In this phase II trial, researchers tested the efficacy of lorlatinib in six expansion cohorts of NSCLC patients based on ALK mutation status and prior treatment.
The third-generation ALK and ROS1 inhibitor lorlatinib yielded strong treatment activity in patients with ALK-positive non–small-cell lung cancer (NSCLC), according to a phase II study. Good response rates were seen in patients with varying treatment history, including those who were treatment-naive and those who had progressed on previous ALK-directed therapy.
ALK rearrangements occur in 3% to 5% of NSCLC cases, and are typically treated with crizotinib, alectinib, or ceritinib. “However, most patients treated with crizotinib relapse over time because of acquired resistance,” wrote study authors led by Benjamin J. Solomon, MBBS, of the Peter MacCallum Cancer Centre in Melbourne. Though the other ALK-targeted therapies were developed to overcome that resistance, “most patients will develop resistance to second-generation tyrosine kinase inhibitors or develop disease progression in the CNS.”
Lorlatinib is a novel third-generation inhibitor of ALK and ROS1, and it showed promising results in a phase I trial. In this phase II trial, researchers included six expansion cohorts based on ALK mutation status and prior treatment. The results were published in Lancet Oncology.
In total, the trial included 276 patients: 30 were ALK positive and treatment naive (EXP1); 27 were ALK positive and had received previous crizotinib and no prior chemotherapy (EXP2), while another 32 of those did receive prior chemotherapy (EXP3A); 28 patients were ALK positive and had received one previous non-crizotinib ALK tyrosine kinase inhibitor, with or without chemotherapy (EXP3B); 66 patients were ALK positive and had received two previous ALK-directed therapies regardless of chemotherapy receipt (EXP4), while 46 had received three such prior therapies (EXP5); and finally, 47 patients were ROS1-positive with any previous therapy (EXP6; these patients were included in the safety analysis but efficacy data are being reported separately). All patients received lorlatinib 100 mg orally once daily in 21-day cycles.
In the full study, the median age was 54.0 years, 57% of patients were female, 48% were white and 37% were Asian, and 60% of patients had brain metastases present at baseline.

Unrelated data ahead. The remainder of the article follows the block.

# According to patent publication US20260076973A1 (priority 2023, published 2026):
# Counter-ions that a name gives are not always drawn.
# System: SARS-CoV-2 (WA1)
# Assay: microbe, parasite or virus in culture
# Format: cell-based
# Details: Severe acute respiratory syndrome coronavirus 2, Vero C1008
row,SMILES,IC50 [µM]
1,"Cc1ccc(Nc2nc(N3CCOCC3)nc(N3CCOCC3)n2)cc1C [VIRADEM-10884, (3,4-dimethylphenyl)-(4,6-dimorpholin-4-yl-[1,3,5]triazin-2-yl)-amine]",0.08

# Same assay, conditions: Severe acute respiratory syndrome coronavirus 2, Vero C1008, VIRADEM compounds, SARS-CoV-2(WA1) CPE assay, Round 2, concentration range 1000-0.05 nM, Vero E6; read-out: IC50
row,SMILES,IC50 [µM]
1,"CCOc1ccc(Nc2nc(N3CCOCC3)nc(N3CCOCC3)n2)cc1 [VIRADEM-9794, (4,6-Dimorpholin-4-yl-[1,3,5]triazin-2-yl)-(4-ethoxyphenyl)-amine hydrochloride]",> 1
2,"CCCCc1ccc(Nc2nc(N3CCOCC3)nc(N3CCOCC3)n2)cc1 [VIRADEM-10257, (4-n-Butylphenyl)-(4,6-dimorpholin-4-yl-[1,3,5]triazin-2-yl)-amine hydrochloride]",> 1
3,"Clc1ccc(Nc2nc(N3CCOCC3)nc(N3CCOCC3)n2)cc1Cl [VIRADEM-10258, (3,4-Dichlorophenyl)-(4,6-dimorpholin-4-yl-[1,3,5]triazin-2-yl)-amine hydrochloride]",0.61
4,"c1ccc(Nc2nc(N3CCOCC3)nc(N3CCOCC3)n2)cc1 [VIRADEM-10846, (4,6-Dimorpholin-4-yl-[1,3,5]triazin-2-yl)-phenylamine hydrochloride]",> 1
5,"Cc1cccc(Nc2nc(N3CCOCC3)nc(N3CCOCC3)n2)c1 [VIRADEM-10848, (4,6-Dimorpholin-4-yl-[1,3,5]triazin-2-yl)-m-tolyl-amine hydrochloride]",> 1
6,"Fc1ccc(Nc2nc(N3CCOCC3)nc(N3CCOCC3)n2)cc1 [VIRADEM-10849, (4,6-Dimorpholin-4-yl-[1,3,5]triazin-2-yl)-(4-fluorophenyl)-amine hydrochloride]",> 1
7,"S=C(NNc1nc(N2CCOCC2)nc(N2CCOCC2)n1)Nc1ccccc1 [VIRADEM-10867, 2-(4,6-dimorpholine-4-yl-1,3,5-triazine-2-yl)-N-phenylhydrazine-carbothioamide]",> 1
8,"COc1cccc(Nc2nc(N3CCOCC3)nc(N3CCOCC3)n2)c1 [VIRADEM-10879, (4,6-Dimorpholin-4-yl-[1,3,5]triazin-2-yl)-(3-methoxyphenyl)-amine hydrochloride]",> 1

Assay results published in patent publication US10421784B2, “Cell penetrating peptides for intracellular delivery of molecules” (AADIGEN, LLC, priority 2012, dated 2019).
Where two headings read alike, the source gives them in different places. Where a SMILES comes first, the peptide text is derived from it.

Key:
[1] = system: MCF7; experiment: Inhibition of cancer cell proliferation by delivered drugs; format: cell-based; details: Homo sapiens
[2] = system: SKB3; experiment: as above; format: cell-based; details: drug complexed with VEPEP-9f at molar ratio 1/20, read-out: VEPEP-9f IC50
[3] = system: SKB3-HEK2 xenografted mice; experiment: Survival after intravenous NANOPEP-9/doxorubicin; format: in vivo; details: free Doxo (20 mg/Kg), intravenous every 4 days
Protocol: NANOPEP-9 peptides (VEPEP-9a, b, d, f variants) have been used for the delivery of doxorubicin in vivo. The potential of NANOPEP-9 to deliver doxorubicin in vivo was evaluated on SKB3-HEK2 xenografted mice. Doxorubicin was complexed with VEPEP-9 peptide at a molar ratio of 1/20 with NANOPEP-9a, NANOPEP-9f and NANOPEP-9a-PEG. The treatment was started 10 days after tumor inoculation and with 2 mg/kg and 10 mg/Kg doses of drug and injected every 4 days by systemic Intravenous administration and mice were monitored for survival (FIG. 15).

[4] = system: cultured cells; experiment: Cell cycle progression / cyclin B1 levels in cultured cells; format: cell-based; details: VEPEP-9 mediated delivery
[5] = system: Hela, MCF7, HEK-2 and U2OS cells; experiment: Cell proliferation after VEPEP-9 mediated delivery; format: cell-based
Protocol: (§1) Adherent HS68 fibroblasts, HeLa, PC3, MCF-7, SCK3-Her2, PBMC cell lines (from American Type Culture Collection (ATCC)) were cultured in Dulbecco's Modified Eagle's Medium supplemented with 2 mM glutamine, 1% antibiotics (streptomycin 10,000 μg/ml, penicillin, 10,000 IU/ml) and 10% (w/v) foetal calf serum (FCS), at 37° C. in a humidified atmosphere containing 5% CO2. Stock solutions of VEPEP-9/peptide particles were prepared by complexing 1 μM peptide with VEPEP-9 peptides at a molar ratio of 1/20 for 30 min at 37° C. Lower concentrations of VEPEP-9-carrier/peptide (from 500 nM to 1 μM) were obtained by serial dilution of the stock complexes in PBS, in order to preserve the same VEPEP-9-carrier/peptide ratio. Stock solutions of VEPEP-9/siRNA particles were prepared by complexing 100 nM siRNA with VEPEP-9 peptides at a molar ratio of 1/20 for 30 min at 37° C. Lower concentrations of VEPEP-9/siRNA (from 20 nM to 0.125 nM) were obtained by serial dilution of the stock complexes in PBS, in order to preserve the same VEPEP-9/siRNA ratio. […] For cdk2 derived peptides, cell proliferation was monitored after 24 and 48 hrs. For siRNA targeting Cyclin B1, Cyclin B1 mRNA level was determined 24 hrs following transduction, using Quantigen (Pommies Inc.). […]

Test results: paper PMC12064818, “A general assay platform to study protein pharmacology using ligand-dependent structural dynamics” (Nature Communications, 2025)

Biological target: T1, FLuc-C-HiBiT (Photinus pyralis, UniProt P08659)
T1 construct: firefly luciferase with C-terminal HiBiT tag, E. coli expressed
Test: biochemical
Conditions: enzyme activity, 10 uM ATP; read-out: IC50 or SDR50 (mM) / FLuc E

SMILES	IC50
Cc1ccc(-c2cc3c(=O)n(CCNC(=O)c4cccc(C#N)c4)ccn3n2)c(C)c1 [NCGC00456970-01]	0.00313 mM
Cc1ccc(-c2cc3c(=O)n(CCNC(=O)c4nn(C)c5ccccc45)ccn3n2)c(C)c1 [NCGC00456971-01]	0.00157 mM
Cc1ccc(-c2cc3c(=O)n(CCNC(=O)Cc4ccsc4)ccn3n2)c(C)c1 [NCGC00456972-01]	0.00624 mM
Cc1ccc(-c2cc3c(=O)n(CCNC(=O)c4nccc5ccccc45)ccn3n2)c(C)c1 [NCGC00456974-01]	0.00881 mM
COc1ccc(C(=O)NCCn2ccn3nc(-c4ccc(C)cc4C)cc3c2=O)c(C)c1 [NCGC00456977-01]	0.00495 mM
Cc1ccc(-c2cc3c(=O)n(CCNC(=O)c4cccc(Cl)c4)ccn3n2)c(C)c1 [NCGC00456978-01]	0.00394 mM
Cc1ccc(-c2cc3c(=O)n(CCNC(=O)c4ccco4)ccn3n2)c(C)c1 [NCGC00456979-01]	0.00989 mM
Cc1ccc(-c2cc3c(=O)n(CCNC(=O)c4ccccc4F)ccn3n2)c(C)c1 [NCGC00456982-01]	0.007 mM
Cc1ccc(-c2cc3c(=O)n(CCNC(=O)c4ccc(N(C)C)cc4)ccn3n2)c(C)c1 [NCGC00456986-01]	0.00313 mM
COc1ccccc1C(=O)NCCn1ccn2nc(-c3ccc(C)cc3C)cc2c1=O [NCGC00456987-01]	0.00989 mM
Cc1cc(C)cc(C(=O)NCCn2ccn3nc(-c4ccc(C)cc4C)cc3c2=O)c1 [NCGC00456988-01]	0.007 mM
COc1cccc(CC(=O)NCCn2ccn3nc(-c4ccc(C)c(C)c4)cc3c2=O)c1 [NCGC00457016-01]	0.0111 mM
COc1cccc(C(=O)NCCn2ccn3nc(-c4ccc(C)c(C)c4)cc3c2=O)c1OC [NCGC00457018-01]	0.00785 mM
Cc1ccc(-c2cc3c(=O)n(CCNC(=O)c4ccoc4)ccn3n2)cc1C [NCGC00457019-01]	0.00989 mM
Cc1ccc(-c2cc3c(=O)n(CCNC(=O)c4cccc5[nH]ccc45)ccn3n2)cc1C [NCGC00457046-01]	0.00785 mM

Promising response rates were seen across the cohorts. The confirmed objective response rate (ORR) was 90.0% in EXP1, 69.5% in EXP2 and EXP3A, 32.1% in EXP3B, and 38.7% in EXP4 and EXP5. Across all of these cohorts, the ORR was 47.0%, and the median time to first tumor response was 1.4 months. The median duration of response was not yet reached in any of the cohorts.
Among patients with at least one measurable CNS metastasis at baseline, the pooled intracranial ORR was 63.0%, with the highest ORR seen in EXP2 and EXP3A (those who had received previous crizotinib; 87.0%).
The pooled median progression-free survival was 7.3 months; the median was not yet reached in EXP1 and the combined EXP2-3A group, and it was 5.5 months in EXP3B and 6.9 months in EXP4-5.
“The results of this trial indicate that lorlatinib has promising antitumor activity in treatment-naive patients with ALK-positive advanced NSCLC and provides an important new treatment option for those patients whose disease has progressed after treatment with crizotinib or second-generation ALK tyrosine kinase inhibitors,” the authors concluded.
In an accompanying editorial, Saiama N. Waqar, MD, MBBS, and Daniel Morgensztern, MD, of the Washington University School of Medicine in St. Louis, agreed that these results “establish lorlatinib as a valuable addition for the treatment of ALK-rearranged tumors.” They added that the important next step will be to define the agent’s place in the optimal treatment sequence, and that an ongoing trial comparing it with crizotinib in untreated patients may help shed light on the question.
The authors also noted that there are no currently established combination regimens involving ALK tyrosine kinase inhibitors, and that immune checkpoint blockade has had limited success in patients with ALK rearrangements. “Therefore, novel approaches, including rationally designed combinations, might be required to achieve further improvement of outcomes in patients with ALK-rearranged NSCLC.”
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